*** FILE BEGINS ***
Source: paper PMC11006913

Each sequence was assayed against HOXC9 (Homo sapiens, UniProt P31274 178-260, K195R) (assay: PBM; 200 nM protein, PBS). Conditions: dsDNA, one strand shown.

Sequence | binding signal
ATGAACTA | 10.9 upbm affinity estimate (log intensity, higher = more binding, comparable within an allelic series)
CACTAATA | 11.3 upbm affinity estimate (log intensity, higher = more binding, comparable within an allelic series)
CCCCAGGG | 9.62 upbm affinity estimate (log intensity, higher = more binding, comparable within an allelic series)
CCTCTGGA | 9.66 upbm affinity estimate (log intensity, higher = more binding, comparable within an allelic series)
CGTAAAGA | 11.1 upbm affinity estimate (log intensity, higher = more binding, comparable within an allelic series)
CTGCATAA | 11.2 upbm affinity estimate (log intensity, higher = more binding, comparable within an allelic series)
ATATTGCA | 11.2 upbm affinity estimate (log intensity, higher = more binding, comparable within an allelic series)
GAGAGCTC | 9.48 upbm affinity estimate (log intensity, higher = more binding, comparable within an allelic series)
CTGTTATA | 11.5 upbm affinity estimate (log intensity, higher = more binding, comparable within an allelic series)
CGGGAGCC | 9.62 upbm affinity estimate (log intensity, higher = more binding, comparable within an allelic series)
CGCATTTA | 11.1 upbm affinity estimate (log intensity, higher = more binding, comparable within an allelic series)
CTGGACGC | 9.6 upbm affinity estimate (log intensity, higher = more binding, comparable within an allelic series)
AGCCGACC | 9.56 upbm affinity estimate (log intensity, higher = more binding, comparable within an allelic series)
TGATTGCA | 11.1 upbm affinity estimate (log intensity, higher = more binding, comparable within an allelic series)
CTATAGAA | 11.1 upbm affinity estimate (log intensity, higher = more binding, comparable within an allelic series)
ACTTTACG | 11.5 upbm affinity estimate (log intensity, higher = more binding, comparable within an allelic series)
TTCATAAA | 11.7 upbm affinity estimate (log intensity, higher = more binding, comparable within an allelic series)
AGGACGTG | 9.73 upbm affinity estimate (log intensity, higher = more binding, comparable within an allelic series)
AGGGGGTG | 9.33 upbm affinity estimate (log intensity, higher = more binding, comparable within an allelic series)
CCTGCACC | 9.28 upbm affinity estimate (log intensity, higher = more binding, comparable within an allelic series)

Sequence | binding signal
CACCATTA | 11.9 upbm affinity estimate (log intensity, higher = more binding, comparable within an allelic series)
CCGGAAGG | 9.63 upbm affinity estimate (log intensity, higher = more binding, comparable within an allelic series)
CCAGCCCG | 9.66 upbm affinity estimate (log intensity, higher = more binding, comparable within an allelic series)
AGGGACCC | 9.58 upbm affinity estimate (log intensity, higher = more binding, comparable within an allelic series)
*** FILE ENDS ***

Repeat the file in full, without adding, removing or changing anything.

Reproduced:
Source: paper PMC11006913

Each sequence was assayed against HOXC9 (Homo sapiens, UniProt P31274 178-260, K195R) (assay: PBM; 200 nM protein, PBS). Conditions: dsDNA, one strand shown.

Sequence | binding signal
ATGAACTA | 10.9 upbm affinity estimate (log intensity, higher = more binding, comparable within an allelic series)
CACTAATA | 11.3 upbm affinity estimate (log intensity, higher = more binding, comparable within an allelic series)
CCCCAGGG | 9.62 upbm affinity estimate (log intensity, higher = more binding, comparable within an allelic series)
CCTCTGGA | 9.66 upbm affinity estimate (log intensity, higher = more binding, comparable within an allelic series)
CGTAAAGA | 11.1 upbm affinity estimate (log intensity, higher = more binding, comparable within an allelic series)
CTGCATAA | 11.2 upbm affinity estimate (log intensity, higher = more binding, comparable within an allelic series)
ATATTGCA | 11.2 upbm affinity estimate (log intensity, higher = more binding, comparable within an allelic series)
GAGAGCTC | 9.48 upbm affinity estimate (log intensity, higher = more binding, comparable within an allelic series)
CTGTTATA | 11.5 upbm affinity estimate (log intensity, higher = more binding, comparable within an allelic series)
CGGGAGCC | 9.62 upbm affinity estimate (log intensity, higher = more binding, comparable within an allelic series)
CGCATTTA | 11.1 upbm affinity estimate (log intensity, higher = more binding, comparable within an allelic series)
CTGGACGC | 9.6 upbm affinity estimate (log intensity, higher = more binding, comparable within an allelic series)
AGCCGACC | 9.56 upbm affinity estimate (log intensity, higher = more binding, comparable within an allelic series)
TGATTGCA | 11.1 upbm affinity estimate (log intensity, higher = more binding, comparable within an allelic series)
CTATAGAA | 11.1 upbm affinity estimate (log intensity, higher = more binding, comparable within an allelic series)
ACTTTACG | 11.5 upbm affinity estimate (log intensity, higher = more binding, comparable within an allelic series)
TTCATAAA | 11.7 upbm affinity estimate (log intensity, higher = more binding, comparable within an allelic series)
AGGACGTG | 9.73 upbm affinity estimate (log intensity, higher = more binding, comparable within an allelic series)
AGGGGGTG | 9.33 upbm affinity estimate (log intensity, higher = more binding, comparable within an allelic series)
CCTGCACC | 9.28 upbm affinity estimate (log intensity, higher = more binding, comparable within an allelic series)

Sequence | binding signal
CACCATTA | 11.9 upbm affinity estimate (log intensity, higher = more binding, comparable within an allelic series)
CCGGAAGG | 9.63 upbm affinity estimate (log intensity, higher = more binding, comparable within an allelic series)
CCAGCCCG | 9.66 upbm affinity estimate (log intensity, higher = more binding, comparable within an allelic series)
AGGGACCC | 9.58 upbm affinity estimate (log intensity, higher = more binding, comparable within an allelic series)